South Africa has refused to grant a visa for the Dalai Lama to attend the World Summit of Nobel Peace Laureates in Cape Town next month, his representative said Thursday.
The government “conveyed by phone to me they will not be able to grant the visa for the reason that it would disturb relations between China and South Africa,” Nangsa Choedon told AFP.
The refusal could provoke a boycott of the 14th annual peace summit, according to a spokesman for South African laureate and former archbishop Desmond Tutu.
“I have heard that if the Dalai Lama is not allowed into the country, other invited guests have said they will not come,” Roger Friedman said.
The government confirmed that it had received a visa application from the Dalai Lama but suggested that a decision had not yet been made.
“The application will be taken through normal due process. The relevant authorities will communicate with the applicant thereafter,” the department of international relations said.
Two years ago, the country’s top court found that the government had acted unlawfully by dragging its heels on a visa application by Tibet’s exiled spiritual leader until it was too late.
China, which accuses the Dalai Lama of covertly campaigning for Tibet’s independence, regularly uses its growing economic and political clout to put pressure on governments around the world to limit contact with the Dalai Lama.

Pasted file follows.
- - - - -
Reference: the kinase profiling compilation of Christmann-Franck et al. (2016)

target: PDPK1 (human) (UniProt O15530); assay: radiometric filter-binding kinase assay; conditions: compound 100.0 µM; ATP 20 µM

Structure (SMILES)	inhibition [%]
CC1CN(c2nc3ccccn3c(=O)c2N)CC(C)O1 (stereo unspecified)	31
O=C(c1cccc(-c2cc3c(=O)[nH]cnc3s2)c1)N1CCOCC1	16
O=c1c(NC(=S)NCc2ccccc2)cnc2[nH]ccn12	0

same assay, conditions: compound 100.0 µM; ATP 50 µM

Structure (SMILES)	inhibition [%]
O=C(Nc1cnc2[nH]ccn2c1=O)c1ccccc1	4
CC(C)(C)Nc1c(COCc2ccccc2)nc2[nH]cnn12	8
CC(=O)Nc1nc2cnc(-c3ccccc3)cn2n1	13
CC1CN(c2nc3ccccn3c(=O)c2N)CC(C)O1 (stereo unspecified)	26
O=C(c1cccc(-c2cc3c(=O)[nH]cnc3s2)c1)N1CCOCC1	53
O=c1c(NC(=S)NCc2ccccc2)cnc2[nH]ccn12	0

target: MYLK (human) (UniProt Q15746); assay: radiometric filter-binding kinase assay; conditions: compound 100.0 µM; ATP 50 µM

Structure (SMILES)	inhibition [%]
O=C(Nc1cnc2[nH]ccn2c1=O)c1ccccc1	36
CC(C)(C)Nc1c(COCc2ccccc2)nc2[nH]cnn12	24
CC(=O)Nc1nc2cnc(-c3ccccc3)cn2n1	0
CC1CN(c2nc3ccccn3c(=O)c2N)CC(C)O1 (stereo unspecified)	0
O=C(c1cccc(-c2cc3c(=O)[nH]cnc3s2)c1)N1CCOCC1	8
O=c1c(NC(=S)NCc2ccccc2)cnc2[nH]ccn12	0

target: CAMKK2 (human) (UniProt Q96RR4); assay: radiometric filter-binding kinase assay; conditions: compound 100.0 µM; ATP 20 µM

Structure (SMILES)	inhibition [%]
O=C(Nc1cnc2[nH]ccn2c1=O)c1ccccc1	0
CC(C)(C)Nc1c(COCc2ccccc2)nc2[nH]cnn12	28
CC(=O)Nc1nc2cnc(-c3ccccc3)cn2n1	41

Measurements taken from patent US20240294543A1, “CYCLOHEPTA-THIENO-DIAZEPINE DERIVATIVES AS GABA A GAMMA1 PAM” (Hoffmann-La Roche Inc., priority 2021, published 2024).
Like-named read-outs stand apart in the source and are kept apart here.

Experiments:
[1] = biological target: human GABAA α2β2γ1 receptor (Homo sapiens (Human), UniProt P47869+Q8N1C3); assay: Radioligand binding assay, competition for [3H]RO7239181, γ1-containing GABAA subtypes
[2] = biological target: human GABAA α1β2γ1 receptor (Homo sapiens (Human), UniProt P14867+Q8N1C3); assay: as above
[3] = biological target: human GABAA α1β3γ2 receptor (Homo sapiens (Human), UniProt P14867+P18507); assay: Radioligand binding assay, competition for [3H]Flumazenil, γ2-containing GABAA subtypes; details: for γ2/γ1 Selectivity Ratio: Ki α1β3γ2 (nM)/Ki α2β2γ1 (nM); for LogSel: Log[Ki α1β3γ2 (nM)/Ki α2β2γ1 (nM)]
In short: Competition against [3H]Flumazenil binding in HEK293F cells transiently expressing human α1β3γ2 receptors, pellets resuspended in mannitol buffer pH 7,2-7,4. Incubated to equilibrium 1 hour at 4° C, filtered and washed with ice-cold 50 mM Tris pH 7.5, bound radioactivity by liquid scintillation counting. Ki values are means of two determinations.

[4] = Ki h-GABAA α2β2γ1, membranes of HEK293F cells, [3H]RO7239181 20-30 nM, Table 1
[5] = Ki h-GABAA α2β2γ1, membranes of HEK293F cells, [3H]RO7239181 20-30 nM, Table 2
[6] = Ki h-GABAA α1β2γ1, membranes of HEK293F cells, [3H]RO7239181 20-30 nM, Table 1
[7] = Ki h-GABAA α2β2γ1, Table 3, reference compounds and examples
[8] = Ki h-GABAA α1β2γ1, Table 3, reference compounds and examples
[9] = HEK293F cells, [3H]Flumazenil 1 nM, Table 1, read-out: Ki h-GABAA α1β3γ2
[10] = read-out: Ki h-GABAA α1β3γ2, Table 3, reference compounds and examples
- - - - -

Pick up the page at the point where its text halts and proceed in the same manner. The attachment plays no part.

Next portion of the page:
China is one of South Africa’s major trading partners.
The Nobel summit in Cape Town in October is backed by foundations representing four South African peace laureates — Tutu, Nelson Mandela, FW de Klerk and Albert Luthuli.
Along with the surviving South Africans — Tutu and De Klerk — the organisers say 13 individuals and eight organisations had confirmed that they would attend the summit, including former Soviet president Mikhail Gorbachev.
– Latest refusal –
Choedon said she had not yet received written confirmation of the refusal, but if confirmed, this will be the third time in five years that the Dalai Lama has been refused a visa to visit South Africa.
Each refusal has been met with an outcry from South Africans who feel it is a betrayal of the commitment to human rights embraced by the government since the end of apartheid 20 years ago.
But a spokesman for De Klerk, the South African former president who won the Nobel prize alongside liberation icon Nelson Mandela, said he did not think a boycott of the summit would be the right response.
“I think the message has gone out that boycotting the summit would be the very worst way of protesting,” Dave Steward, executive director of the FW de Klerk Foundation, told AFP.
“The best way would be to come to the summit and celebrate the 20th anniversary of our democracy and then make any views they want to make known at the summit.”
He said a refusal of a visa for the Dalai Lama would be “the antithesis of the values of our constitution”.
The Dalai Lama was last barred from entry in 2011, when he was invited to give a lecture as part of celebrations for Tutu’s 80th birthday.
That led to a court challenge by opposition parties, and a finding by the Supreme Court of Appeal that “the matter was deliberately delayed so as to avoid a decision”.
At the time, Tutu described the African National Congress government as being “worse than the apartheid government”.
The Dalai Lama was also denied a visa in 2009, but had visited three times before that and was personally welcomed by former president Mandela.
The Inkatha Freedom Party, one of the parties that brought the previous legal case, said it would “follow up” on the matter this time too.
“It’s embarrassing that the government would go to such lengths to prevent the Dalai Lama from coming here,” Sibongile Nkomo, the party secretary general told AFP.
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